Milestones in the history of thematic cartography, statistical graphics, and data visualization
 13TH INTERNATIONAL CONFERENCE ON DATABASE AND EXPERT SYSTEMS APPLICATIONS (DEXA 2002), AIX EN PROVENCE
, 1995
"... ..."
D I G I T a L
"... In this paper we present an analysis of a 280 GB AltaVista Search Engine query log consisting of approximately 1 billion entries for search requests over a period of six weeks. This represents approximately 285 million user sessions, each an attempt to fill a single information need. We present ..."
Abstract
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In this paper we present an analysis of a 280 GB AltaVista Search Engine query log consisting of approximately 1 billion entries for search requests over a period of six weeks. This represents approximately 285 million user sessions, each an attempt to fill a single information need. We present an analysis of individual queries, query duplication, and query sessions. Furthermore we present results of a correlation analysis of the log entries, studying the interaction of terms within queries. Our data supports the conjecture that web users differ significantly from the user assumed in the standard information retrieval literature. Specifically, we show that web users type in short queries, mostly look at the first 10 results only, and seldom modify the query. This suggests that traditional information retrieval techniques might not work well for answering web search requests. The correlation analysis showed that the most highly correlated items are constituents of phrases....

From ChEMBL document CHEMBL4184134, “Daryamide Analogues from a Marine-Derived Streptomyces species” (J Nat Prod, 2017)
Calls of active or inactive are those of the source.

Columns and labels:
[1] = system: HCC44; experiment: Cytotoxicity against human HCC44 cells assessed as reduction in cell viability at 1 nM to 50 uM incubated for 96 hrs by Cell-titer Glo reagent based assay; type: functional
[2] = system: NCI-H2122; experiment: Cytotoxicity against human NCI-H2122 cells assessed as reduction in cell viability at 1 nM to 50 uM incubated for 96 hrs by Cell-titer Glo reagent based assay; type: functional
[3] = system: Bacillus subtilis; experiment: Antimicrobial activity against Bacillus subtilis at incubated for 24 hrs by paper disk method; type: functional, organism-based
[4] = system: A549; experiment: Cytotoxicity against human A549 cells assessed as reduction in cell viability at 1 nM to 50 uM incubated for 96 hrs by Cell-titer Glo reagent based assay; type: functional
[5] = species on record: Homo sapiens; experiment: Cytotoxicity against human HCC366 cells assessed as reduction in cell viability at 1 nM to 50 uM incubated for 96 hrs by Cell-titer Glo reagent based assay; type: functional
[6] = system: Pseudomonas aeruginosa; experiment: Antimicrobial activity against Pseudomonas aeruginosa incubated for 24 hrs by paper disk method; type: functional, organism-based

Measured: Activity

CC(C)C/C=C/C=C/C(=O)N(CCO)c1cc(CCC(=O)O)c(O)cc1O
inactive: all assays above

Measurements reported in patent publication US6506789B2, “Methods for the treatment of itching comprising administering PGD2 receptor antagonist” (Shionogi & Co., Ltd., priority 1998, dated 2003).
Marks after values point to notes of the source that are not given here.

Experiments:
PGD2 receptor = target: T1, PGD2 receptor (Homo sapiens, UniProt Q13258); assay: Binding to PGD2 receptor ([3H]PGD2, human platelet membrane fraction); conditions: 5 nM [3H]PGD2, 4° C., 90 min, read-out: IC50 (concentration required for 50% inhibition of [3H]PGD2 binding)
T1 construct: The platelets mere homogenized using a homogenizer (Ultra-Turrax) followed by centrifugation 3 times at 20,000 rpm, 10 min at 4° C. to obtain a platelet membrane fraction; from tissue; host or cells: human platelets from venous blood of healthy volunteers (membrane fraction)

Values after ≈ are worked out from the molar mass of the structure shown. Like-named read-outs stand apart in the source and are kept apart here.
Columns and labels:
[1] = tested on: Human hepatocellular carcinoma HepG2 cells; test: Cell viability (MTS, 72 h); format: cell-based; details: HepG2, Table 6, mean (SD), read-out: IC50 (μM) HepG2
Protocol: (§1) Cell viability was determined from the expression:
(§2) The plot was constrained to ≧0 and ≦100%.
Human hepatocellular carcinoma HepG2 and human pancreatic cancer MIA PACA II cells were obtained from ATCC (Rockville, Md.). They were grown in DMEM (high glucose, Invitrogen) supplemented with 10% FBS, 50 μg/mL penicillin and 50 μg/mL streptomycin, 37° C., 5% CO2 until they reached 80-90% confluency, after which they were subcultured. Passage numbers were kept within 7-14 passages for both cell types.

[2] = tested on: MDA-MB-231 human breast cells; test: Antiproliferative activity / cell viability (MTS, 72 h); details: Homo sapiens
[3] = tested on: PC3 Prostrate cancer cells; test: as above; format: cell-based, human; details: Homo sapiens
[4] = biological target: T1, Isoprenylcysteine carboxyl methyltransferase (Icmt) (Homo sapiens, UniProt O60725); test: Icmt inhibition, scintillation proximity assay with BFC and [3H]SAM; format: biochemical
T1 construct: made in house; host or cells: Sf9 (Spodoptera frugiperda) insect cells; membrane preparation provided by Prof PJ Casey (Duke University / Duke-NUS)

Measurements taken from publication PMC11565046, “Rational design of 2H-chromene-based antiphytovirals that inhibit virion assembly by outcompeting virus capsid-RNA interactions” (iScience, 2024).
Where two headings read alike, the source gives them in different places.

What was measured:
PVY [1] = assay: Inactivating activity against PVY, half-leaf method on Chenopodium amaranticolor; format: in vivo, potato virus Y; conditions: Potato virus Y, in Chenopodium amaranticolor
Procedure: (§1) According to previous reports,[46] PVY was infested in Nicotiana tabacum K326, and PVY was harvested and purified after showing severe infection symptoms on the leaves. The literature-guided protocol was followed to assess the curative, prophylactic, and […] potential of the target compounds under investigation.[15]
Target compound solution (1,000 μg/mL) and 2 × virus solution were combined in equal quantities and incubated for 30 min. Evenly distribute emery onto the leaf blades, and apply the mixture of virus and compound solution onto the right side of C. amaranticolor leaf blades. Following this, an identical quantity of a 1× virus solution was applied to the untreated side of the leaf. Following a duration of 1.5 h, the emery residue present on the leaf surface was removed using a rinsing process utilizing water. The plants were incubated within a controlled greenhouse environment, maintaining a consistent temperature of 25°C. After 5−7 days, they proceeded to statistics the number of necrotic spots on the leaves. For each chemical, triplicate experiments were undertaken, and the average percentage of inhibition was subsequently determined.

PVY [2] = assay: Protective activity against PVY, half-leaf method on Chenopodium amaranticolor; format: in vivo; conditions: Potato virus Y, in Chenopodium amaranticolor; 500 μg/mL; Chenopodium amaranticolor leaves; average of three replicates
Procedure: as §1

and
, 2008
"... In this paper, we consider identifying codes in binary Hamming spaces F n, i.e., in binary hypercubes. The concept of identifying codes was introduced by Karpovsky, Chakrabarty and Levitin in 1998. Currently, the subject forms a topic of its own with several possible applications, for example, to se ..."
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In this paper, we consider identifying codes in binary Hamming spaces F n, i.e., in binary hypercubes. The concept of identifying codes was introduced by Karpovsky, Chakrabarty and Levitin in 1998. Currently, the subject forms a topic of its own with several possible applications, for example, to sensor networks. Let C ⊆ F n. For any X ⊆ F n, denote by Ir(X) = Ir(C; X) the set of elements of C within distance r from at least one x ∈ X. Now C ⊆ F n is called an (r, ≤ ℓ)identifying code if the sets Ir(X) are distinct for all X ⊆ F n of size at most ℓ. Let us denote by M (≤ℓ) r (n) the smallest possible cardinality of an (r, ≤ ℓ)identifying code. In [14], it is shown for ℓ = 1 that 1 lim n→∞ n log (≤ℓ) 2 M r (n) = 1 − h(ρ) where r = ⌊ρn⌋, ρ ∈ [0, 1) and h(x) is the binary entropy function. In this paper, we prove that this result holds for any fixed ℓ ≥ 1 when ρ ∈ [0, 1/2). We also show that M (≤ℓ) r (n) = O(n 3/2) for every fixed ℓ and r slightly less than n/2, and give an explicit construction of small (r, ≤ 2)identifying codes for r = ⌊n/2 ⌋ − 1. ∗ Research supported by the Academy of Finland under grant 111940. 1 1